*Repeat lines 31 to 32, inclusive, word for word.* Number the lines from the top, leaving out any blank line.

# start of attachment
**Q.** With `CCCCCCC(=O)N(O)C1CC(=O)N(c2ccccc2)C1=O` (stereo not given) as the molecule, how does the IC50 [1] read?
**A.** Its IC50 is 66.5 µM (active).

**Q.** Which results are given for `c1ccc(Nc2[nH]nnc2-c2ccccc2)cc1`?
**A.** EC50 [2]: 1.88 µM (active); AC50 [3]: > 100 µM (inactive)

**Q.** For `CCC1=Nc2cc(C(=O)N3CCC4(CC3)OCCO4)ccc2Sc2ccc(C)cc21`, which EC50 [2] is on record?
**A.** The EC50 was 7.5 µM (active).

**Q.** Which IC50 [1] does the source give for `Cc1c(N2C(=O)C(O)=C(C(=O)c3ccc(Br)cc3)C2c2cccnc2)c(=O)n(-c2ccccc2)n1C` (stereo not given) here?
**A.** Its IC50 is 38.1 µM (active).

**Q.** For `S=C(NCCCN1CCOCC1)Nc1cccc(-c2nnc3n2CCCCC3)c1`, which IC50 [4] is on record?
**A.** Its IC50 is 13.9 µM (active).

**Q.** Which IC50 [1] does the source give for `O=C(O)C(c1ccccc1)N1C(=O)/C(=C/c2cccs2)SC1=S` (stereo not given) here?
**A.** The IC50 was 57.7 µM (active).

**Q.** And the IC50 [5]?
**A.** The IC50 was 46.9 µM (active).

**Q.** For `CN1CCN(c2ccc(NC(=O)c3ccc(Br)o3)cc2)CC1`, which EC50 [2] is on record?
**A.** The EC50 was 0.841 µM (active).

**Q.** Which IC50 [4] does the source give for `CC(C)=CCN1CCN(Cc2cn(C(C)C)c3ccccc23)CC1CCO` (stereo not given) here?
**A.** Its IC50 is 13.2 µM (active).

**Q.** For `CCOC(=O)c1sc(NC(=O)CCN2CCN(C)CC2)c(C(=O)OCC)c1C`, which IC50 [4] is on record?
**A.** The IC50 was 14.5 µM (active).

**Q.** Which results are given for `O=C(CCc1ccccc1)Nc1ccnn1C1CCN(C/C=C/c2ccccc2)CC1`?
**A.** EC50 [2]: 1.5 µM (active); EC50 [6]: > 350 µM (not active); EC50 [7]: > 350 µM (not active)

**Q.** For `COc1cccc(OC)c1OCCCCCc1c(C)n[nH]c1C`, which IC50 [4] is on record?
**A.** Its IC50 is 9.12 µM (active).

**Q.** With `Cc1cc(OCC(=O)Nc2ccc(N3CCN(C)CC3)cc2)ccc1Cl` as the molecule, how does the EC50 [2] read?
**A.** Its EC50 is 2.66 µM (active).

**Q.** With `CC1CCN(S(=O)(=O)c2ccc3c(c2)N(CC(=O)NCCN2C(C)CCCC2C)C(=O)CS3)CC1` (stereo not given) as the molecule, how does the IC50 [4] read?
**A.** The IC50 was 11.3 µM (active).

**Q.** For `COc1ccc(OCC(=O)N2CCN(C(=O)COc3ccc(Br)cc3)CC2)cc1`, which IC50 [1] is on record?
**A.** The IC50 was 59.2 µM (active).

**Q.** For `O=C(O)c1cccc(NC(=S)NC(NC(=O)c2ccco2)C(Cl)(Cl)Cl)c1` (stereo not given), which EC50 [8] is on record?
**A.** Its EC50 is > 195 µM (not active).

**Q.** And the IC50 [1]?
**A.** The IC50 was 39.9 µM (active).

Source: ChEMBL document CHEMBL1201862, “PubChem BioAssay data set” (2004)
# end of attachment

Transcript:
**Q.** For `O=C(O)c1cccc(NC(=S)NC(NC(=O)c2ccco2)C(Cl)(Cl)Cl)c1` (stereo not given), which EC50 [8] is on record?
**A.** Its EC50 is > 195 µM (not active).